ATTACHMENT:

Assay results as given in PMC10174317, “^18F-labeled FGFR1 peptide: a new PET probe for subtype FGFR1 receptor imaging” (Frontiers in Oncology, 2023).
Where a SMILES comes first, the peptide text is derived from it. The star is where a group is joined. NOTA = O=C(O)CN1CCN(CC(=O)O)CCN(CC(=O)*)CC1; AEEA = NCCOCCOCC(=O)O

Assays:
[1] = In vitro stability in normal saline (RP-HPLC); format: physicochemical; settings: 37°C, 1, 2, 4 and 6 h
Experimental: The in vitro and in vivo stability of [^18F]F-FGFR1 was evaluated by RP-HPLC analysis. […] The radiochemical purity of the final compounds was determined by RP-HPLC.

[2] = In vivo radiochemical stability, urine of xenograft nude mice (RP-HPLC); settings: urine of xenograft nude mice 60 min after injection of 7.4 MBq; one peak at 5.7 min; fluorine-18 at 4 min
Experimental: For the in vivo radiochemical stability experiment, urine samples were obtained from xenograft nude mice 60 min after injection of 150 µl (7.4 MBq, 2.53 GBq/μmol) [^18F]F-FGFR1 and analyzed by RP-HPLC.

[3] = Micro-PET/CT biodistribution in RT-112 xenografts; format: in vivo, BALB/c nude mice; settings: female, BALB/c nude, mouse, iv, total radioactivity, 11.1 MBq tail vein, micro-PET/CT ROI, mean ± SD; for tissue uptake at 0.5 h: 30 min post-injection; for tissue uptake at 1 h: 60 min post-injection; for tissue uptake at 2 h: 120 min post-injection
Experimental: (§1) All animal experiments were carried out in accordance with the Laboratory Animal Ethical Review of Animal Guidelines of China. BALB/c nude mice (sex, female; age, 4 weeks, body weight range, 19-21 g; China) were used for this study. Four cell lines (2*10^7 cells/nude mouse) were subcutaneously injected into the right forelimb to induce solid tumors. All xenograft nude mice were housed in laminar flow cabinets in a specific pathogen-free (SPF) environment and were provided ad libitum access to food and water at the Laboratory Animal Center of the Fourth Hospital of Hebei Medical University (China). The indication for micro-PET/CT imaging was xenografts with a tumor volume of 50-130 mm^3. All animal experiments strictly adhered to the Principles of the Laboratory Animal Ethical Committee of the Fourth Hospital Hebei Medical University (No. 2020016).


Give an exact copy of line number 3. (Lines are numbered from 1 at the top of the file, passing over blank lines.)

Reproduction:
Assays: